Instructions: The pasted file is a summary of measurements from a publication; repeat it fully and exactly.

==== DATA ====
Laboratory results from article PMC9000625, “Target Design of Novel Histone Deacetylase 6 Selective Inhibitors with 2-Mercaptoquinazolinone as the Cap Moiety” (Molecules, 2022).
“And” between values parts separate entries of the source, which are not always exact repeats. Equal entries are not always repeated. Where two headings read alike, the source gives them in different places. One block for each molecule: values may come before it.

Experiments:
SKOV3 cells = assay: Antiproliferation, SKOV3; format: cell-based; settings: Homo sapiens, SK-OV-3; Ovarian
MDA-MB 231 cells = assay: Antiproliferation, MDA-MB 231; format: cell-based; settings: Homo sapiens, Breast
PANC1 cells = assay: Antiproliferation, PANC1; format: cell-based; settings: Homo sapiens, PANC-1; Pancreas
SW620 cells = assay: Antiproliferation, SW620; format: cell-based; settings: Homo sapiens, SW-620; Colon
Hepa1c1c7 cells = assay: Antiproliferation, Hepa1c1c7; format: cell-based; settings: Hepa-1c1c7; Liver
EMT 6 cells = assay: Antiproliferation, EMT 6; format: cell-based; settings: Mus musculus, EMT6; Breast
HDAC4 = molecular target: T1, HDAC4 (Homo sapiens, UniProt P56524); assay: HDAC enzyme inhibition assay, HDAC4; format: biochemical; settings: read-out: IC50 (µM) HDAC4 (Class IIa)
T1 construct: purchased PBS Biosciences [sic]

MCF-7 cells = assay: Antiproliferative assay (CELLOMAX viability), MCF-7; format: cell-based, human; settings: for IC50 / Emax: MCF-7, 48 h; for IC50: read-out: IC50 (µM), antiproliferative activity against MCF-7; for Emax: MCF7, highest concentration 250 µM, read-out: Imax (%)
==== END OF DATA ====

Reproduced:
Laboratory results from article PMC9000625, “Target Design of Novel Histone Deacetylase 6 Selective Inhibitors with 2-Mercaptoquinazolinone as the Cap Moiety” (Molecules, 2022).
“And” between values parts separate entries of the source, which are not always exact repeats. Equal entries are not always repeated. Where two headings read alike, the source gives them in different places. One block for each molecule: values may come before it.

Experiments:
SKOV3 cells = assay: Antiproliferation, SKOV3; format: cell-based; settings: Homo sapiens, SK-OV-3; Ovarian
MDA-MB 231 cells = assay: Antiproliferation, MDA-MB 231; format: cell-based; settings: Homo sapiens, Breast
PANC1 cells = assay: Antiproliferation, PANC1; format: cell-based; settings: Homo sapiens, PANC-1; Pancreas
SW620 cells = assay: Antiproliferation, SW620; format: cell-based; settings: Homo sapiens, SW-620; Colon
Hepa1c1c7 cells = assay: Antiproliferation, Hepa1c1c7; format: cell-based; settings: Hepa-1c1c7; Liver
EMT 6 cells = assay: Antiproliferation, EMT 6; format: cell-based; settings: Mus musculus, EMT6; Breast
HDAC4 = molecular target: T1, HDAC4 (Homo sapiens, UniProt P56524); assay: HDAC enzyme inhibition assay, HDAC4; format: biochemical; settings: read-out: IC50 (µM) HDAC4 (Class IIa)
T1 construct: purchased PBS Biosciences [sic]

MCF-7 cells = assay: Antiproliferative assay (CELLOMAX viability), MCF-7; format: cell-based, human; settings: for IC50 / Emax: MCF-7, 48 h; for IC50: read-out: IC50 (µM), antiproliferative activity against MCF-7; for Emax: MCF7, highest concentration 250 µM, read-out: Imax (%)